"Jesus took the loaves"
We're studying the Gospel of John in my weekly Bible study. It's always so fascinating to study the gospels, because there's so much to them. Each writer wrote from a different angle, and for a different audience, and even at a slightly different time in history. But when you read them all, and put them all together, you get such a wonderful, informative picture of Jesus' birth, and the years of His public ministry.
We recently studied chapter 6 of John. It's a packed chapter, including Jesus feeding the 5,000 and also the account of Jesus walking on the water. (That's the same instance where Peter walked on the water, but that's not included in the book of John.) Plus, chapter 6 includes Jesus' discourse on being the Bread of Life.
Yup. A packed chapter.
But one of the details that struck me on this reading was Philip and Andrew's reactions to the lack of food right before the miracle of the loaves and fishes. All the disciples are kinda standing around, as Jesus says to them, "well, what are we gonna do about this?"
Although I don't think Jesus was the type to say "gonna"...
He was challenging them. Testing them.
Philips's response seems to indicate that he was thinking small, in terms of a solution to the problem. He answered Jesus with the estimation of how much money it would cost to buy bread. If, in fact, there were anywhere nearby to buy that much bread.
But you can tell by his words that he's sort of throwing up his hands. He had thought of one solution, and discarded it, even before he got it all the way out of his mouth.
It's a little disappointing to me, because I like Philip. But I know that the other mentions of him in Scripture back up the fact that he was an outstanding man of God. So we'll just assume he was having a bad day.
But I'm even more disappointed in Andrew's response to the problem. Andrew has a suggestion, "There is a lad here who has five barley loaves and two small fish." I imagine his voice is hesitant and questioning. Meek and a little insecure. But remember, these men had been with Jesus in Cana when He turned water into wine. They know He can do something with nothing.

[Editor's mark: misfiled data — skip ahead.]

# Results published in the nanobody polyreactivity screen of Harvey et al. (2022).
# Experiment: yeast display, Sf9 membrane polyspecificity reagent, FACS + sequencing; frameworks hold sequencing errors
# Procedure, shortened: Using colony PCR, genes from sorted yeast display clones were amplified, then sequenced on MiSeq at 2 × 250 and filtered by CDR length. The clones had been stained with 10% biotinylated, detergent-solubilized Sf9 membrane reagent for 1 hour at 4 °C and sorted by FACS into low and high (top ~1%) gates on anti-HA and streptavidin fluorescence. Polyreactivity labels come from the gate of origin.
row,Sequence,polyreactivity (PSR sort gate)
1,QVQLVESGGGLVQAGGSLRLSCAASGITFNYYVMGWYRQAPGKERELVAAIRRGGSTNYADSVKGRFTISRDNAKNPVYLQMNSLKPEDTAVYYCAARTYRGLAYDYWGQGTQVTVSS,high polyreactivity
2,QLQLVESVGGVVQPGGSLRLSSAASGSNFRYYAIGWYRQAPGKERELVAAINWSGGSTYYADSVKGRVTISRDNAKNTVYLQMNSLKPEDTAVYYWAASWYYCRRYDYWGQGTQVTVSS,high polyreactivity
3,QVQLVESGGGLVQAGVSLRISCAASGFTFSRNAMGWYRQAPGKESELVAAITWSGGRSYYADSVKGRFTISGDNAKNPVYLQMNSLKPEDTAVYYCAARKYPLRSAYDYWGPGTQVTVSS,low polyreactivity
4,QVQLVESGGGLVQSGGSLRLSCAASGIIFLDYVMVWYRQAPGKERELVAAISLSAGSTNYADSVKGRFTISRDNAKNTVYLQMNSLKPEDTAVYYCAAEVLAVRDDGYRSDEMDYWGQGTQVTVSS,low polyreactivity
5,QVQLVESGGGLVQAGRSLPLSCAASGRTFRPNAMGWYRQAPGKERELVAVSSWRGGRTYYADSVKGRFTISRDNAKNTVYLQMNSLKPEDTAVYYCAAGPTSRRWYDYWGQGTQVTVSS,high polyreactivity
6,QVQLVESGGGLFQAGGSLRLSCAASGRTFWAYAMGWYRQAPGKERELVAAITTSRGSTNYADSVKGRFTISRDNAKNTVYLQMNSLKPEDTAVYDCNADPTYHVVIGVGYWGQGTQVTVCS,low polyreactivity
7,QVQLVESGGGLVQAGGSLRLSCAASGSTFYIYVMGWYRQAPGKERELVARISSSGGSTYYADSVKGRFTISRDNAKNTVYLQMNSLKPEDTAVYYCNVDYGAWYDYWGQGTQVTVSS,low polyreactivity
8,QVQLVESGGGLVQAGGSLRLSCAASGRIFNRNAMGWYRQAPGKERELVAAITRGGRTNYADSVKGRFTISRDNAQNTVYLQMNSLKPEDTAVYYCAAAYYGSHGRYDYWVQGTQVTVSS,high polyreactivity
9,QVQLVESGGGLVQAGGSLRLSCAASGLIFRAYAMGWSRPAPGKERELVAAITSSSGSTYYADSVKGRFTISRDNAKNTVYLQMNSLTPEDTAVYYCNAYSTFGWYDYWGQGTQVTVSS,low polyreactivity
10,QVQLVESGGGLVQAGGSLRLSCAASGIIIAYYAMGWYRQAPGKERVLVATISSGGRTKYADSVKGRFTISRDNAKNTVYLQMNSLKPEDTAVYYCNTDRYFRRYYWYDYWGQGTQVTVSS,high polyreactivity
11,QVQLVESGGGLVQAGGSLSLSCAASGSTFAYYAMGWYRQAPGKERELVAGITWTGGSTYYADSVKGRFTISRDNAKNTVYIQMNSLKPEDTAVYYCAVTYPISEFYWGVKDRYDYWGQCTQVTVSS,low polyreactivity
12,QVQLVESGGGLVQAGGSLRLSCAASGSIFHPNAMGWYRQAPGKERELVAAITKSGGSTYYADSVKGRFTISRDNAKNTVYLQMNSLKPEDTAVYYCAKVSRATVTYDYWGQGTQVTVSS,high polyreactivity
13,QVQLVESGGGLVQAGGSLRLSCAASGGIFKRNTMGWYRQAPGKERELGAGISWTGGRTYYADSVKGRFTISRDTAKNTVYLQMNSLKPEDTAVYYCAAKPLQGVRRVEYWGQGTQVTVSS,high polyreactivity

But then Andrew finished his sentence: "... but what is this, among so many?" It's as if he is saying, "nevermind."
Have you ever watched children play hide and seek? And you see the seeking child come so close to where the hiding child is, but then they turn around and go a different way? And you think "ohhh.... they almost had it!"
That's how I feel about Andrew here. He came so close to solving the problem. But that solution was not those loaves and fishes ~ that solution was Jesus. Andrew came so close to saying, "We have a little bit of food. Here, Jesus! Feed them!"
I think this mistake, this "near miss" of Andrew's, bothers me so much because it's something I seem to see more and more. People who are willing to serve God, but don't think it will be enough. People who have a gift or talent or offering, but belittle it as they give it. Or belittle it and then don't give it.
It reminds me of the story of the widow's mite, in Mark 12 and Luke 21. She threw her small amount into the treasury, without any shame or deprecating words about how, surely, this was too little to be of any use...
We are all poor. When we give to the King of kings, we are giving out of our poverty. And we can ~ and should ~ expect Him to take our little, and make it much.
If you're hungry, look to Him to be fed. And if you have something to offer, offer it ~ and then watch and see what He does.
~ "The eyes of all look expectantly to You,
and You give them their food in due season" ~